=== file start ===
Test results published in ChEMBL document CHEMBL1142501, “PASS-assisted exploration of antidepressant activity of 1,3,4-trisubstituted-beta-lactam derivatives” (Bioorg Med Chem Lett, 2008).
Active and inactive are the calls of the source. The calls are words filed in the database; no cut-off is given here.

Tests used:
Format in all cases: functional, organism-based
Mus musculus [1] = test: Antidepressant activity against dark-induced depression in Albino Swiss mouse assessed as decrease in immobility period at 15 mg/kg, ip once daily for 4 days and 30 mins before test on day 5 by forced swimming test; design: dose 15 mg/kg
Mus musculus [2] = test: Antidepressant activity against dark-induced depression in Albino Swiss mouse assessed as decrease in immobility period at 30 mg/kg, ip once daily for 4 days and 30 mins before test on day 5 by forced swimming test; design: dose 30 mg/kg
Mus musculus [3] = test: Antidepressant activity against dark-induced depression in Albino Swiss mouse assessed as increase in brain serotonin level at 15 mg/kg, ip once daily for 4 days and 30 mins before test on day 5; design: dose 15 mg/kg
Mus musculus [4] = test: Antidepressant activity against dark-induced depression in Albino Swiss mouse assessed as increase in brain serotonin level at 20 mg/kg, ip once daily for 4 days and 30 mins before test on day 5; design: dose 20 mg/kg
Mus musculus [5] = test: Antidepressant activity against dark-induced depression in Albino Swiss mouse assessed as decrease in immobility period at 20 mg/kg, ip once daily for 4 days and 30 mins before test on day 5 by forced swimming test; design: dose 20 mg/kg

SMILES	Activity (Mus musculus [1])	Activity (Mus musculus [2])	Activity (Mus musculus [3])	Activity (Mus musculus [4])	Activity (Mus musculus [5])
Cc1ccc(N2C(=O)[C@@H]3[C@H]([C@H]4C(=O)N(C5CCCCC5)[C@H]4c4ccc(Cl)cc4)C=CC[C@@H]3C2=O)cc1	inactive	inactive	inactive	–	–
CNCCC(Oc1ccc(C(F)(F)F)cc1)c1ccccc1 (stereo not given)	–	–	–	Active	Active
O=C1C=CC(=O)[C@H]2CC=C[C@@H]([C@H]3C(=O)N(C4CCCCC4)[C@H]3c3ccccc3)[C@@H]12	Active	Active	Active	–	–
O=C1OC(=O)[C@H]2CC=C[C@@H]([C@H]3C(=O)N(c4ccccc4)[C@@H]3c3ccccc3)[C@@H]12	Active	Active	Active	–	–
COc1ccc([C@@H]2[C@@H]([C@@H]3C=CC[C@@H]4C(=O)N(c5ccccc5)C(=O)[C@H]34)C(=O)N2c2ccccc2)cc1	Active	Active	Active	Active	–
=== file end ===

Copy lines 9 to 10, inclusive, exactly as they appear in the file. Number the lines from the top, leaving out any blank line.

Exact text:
Mus musculus [5] = test: Antidepressant activity against dark-induced depression in Albino Swiss mouse assessed as decrease in immobility period at 20 mg/kg, ip once daily for 4 days and 30 mins before test on day 5 by forced swimming test; design: dose 20 mg/kg

SMILES	Activity (Mus musculus [1])	Activity (Mus musculus [2])	Activity (Mus musculus [3])	Activity (Mus musculus [4])	Activity (Mus musculus [5])